This is what it feels like

I don’t know about you, but my last few months have consisted of men’s bullshit, and my minimization of said bullshit, as a means of survival.

But today, today I say fuck your bullshit.

Fuck the time you laid in my bed, right after I clarified that none of the hanky-panky would be had, stuck your fingers inside of me and said, “I want this.”

Not, “I want you” Not, “I’m attracted to you,” and definitely not, “I want your consent,” just this, and your stubby fingers in my beautiful vagina.

Fuck the night leading up to the morning of your intrusive fingers, when I said I was too tired to sleep with you, and you kept kissing me anyhow. Fuck the fact that I said at least 3 times that I was sleeping, and kept my eyes shut as you penetrated me with your penis regardless.

Fuck the fact that when you left the next morning, after your fingers had been inside of me and your penis had gone soft twice, (to which you blamed the speed crash you were having, and not the fact that you were trying to fuck someone who wouldn’t even open her eyes for you) the last thing you said was “You could’ve been more playful, you know.”

Fuck the likelihood that many of you will read this and wonder why I said “I’m tired” and “I’m asleep” over and over, instead of “No.”

Fuck the reality that I wonder that too.

Fuck the fact that you still text me.

Fuck the fact that you don’t know what you did wrong.

Fuck the knowledge that I’m a statistic.

Fuck the way that knowing you for a year changed nothing.

Fuck the way that all my wisdom on consent, and violence, and self-care couldn’t change a goddamn thing.

Fuck the perception that I’m vulnerable, as a disabled person,and its tangible, undeniable, non-socially-constructed truth.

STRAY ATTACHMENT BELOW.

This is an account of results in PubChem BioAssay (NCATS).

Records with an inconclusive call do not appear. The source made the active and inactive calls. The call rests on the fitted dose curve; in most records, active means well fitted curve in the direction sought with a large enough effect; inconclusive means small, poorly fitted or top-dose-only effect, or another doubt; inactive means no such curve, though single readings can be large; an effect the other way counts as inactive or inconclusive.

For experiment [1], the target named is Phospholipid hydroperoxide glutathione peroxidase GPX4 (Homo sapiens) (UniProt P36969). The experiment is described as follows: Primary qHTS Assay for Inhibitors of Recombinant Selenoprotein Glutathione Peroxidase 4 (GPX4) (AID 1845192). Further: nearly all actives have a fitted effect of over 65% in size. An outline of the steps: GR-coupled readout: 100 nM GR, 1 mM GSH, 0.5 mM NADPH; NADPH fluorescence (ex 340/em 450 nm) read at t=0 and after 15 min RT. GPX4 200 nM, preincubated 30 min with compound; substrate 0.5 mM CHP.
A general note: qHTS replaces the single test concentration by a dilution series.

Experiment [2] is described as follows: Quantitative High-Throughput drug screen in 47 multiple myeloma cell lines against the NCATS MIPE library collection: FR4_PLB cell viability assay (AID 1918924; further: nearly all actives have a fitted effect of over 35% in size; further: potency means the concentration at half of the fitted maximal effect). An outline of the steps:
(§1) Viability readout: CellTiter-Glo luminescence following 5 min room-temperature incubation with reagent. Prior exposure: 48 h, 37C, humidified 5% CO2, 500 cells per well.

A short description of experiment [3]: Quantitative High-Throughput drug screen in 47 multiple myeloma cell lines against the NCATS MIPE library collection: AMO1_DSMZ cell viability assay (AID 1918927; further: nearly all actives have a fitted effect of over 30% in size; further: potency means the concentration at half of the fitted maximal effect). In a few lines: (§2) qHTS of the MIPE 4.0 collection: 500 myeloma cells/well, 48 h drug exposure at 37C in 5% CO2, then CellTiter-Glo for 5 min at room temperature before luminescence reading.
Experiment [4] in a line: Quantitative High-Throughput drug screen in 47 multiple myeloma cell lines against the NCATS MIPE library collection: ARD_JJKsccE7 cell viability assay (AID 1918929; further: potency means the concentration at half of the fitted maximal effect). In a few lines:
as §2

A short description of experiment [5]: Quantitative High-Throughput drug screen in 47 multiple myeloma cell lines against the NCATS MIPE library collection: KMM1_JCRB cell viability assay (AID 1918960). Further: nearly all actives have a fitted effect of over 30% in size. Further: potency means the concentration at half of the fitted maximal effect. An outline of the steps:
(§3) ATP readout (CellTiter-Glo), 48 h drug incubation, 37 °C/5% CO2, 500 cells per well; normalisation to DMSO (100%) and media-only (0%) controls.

Fuck the fact that after you’d left, all I could do was lay there, with my face in your pillow and your smell lingering, thinking about how it was bound to happen to me sometime.

Fuck the truth that so many girls have been here, and can’t read this without crying.

Fuck the fear that this won’t be the last time I experience this.

Fuck the fact that this isn’t even what I wanted to write about.


On Falling in Love With (Other) Wheelies

Ableism prescribes that wheelies marry each other, because that’s all we deserve—which simultaneously implies that we are both less than ablebodied people, and socially confined by our disabled circumstance.


Then of course, there’s the issue of what to do when love between wheelies actually happens, which it does sometimes, because love is stupid and has no consideration for sticking-it-to-the-man or physical barriers.The intricacies of wheelie love and sex are rarely discussed–society has a hard enough time acknowledging it happens between a person with a disability and an ablebodied person, nevermind between two people with disabilities. Today, I’d like to go off on a million tangents about why it’s worth it to consider dating a wheelie if you are one, and to stop calling wheelie relationships ‘cute’ if you’re a walkie..